Clinical Research Monitor- This was a lucrative position that had me flying all over the country to monitor a clinical research trial.  I liked that job quite a bit, but then 9/11 happened and had me questioning whether or not flying to different cities every single week was such a wise way to work.  In fact, on 9/11, I was on the phone with a St. Louis pharmaceutical company interviewing for a position with them while madmen were flying planes into buildings.

ER nurse- now I liked that job.  A lot.  I like to think that I could go back to doing that if I ever tired of hospice.  If you like to be entertained, have a thing for drama, or a well honed love of the ludicrous, this type of job is a sure fit.  At the time I worked in that ER, I was a contingent employee and needed full time work with benefits.  ICU had that job, so I left.

ICU nurse-  After about a year, I loved that job-it took that long to feel comfortable.  If my back wasn't in the condition it's in, I'd still be doing that job.  The physical burden was too big a price to pay.  After working 2 or 3 days in a row, I'd wake up in the morning and hobble around in severe pain.  The question on those days was always, is this worth it? Ultimately, it was not.

Hospice nurse- I love this job too.  It really is one of the most rewarding jobs I've ever had as a nurse and although I miss the camaraderie of working directly with others, I really am well suited for the position that I have.  Spending time with patients is often a luxury in a hospital setting, but I've finally found a position which allows me to do just that.  If a visit takes 4 hours, then that's what it takes.  There aren't too many nursing jobs available that offer time with the patients as a side benefit.  For someone who went into nursing out of a desire to help people, this job fits me like a glove.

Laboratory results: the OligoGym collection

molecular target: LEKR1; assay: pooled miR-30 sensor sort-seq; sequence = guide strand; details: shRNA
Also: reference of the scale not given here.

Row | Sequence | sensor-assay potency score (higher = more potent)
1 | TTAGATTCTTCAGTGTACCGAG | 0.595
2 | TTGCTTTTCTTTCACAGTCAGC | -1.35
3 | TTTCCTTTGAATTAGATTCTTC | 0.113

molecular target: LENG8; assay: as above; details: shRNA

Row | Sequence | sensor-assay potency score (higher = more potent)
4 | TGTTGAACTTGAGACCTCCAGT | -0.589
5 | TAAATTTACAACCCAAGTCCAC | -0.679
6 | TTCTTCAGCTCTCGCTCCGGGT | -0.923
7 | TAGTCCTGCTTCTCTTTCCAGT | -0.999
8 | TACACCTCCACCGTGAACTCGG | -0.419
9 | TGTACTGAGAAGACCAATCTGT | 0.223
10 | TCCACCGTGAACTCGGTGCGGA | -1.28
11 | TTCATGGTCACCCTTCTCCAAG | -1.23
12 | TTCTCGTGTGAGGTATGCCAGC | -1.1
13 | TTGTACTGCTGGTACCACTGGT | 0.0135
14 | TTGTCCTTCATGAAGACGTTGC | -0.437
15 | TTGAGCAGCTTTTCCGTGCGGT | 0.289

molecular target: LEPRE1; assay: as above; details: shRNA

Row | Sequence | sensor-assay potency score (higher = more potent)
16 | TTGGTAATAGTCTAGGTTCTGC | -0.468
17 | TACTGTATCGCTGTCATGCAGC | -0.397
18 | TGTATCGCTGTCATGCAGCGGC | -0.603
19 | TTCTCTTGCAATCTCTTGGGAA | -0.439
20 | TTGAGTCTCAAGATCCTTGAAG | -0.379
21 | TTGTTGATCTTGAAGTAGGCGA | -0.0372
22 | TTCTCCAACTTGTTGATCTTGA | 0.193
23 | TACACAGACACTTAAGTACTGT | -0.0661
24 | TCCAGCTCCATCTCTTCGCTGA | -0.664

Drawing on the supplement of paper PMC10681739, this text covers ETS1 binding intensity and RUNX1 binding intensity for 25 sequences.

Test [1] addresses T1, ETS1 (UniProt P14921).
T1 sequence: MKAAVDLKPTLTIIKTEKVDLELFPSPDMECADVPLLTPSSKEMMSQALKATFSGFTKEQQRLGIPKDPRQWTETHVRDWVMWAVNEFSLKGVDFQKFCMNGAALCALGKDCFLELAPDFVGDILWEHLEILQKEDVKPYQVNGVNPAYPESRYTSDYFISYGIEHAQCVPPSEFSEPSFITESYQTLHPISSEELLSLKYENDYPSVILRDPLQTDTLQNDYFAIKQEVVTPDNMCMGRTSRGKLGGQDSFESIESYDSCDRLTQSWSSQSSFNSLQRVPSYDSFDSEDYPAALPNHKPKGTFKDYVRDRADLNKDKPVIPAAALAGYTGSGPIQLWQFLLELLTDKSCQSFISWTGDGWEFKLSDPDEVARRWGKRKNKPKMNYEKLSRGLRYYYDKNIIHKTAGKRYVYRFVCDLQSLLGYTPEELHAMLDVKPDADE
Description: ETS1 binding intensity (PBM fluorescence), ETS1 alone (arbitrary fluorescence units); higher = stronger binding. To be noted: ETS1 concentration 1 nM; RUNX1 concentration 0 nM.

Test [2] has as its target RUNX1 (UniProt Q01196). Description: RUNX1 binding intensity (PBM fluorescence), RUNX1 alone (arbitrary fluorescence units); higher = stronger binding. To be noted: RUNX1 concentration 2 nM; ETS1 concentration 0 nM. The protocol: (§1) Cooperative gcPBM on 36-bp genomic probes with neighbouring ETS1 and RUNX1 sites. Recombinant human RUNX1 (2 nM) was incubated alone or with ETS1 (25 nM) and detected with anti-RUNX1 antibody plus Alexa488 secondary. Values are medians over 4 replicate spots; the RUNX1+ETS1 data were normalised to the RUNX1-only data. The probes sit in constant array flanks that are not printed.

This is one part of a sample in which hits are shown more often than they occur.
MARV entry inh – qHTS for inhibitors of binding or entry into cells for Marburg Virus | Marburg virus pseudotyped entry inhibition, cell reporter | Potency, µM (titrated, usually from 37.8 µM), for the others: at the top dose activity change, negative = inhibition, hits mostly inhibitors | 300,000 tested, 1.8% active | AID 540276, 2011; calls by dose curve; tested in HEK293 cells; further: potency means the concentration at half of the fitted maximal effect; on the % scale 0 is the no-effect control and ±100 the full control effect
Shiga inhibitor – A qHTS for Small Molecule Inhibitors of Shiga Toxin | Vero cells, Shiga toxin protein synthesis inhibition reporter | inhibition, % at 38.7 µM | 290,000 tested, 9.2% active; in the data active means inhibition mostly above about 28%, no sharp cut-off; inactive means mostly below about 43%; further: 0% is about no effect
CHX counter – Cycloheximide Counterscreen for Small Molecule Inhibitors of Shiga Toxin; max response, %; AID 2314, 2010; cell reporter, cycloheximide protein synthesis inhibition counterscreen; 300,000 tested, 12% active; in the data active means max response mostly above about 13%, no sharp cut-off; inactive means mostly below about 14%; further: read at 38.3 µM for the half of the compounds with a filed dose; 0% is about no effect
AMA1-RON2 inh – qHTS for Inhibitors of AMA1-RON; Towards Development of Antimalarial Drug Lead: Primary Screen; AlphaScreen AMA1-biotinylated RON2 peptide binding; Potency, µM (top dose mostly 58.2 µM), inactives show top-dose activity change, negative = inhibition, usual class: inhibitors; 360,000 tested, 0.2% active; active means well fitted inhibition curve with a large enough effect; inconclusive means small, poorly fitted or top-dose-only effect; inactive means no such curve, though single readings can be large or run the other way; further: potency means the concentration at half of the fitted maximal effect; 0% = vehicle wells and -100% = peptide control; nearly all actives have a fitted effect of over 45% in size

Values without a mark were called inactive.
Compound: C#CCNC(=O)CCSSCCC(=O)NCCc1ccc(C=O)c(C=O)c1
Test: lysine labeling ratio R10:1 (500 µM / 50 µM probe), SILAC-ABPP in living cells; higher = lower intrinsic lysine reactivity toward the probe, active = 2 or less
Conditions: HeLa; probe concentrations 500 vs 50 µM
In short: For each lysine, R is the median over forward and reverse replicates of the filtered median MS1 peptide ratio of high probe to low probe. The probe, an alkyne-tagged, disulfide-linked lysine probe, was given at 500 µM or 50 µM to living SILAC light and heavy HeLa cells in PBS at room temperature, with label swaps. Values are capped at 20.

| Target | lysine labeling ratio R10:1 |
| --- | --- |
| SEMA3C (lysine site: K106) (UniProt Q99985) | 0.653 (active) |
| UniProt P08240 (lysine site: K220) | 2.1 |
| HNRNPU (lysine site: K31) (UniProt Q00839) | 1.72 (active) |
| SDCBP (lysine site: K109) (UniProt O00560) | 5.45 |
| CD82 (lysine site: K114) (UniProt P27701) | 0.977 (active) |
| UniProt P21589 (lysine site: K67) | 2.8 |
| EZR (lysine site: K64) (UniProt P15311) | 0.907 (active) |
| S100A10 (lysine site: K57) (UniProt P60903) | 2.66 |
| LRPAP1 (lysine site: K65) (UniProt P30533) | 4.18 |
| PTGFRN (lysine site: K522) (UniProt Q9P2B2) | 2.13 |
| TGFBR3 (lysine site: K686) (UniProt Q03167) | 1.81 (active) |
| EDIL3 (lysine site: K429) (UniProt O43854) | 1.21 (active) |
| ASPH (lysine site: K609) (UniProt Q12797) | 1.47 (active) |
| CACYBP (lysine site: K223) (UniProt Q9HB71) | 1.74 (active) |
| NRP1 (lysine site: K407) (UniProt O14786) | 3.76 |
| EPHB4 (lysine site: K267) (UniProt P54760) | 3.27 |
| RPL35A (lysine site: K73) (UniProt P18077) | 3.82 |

As you can plainly see, I've been around and I've had the ability to reinvent myself in my career.  Today, the beginning of National Nurses Week, reminds me to be thankful for the flexibility of my profession and for the many nurses who have touched my life.  I'm grateful for the many mentors I've had within my profession and for the enduring friendships I've made.

Happy Nurse's Week to all of my nursing friends.  For all you do, thank you.


22 comments:

Amy said...

Nurses are truly a gift to the world. My three hospitalizations (two childbirths, one complication from childbirth) were all made much better for the nursing care--and I mean physical and emotional care. My brother was in the hospital six weeks last year after having a stroke, and he can't say enough about what a difference the nurses made. My hat's off to all of the nurses out there who care so much and make a difference.

Rudee said...

Amy, I've been cared for by nurses too, and they do make a difference-almost always for the better.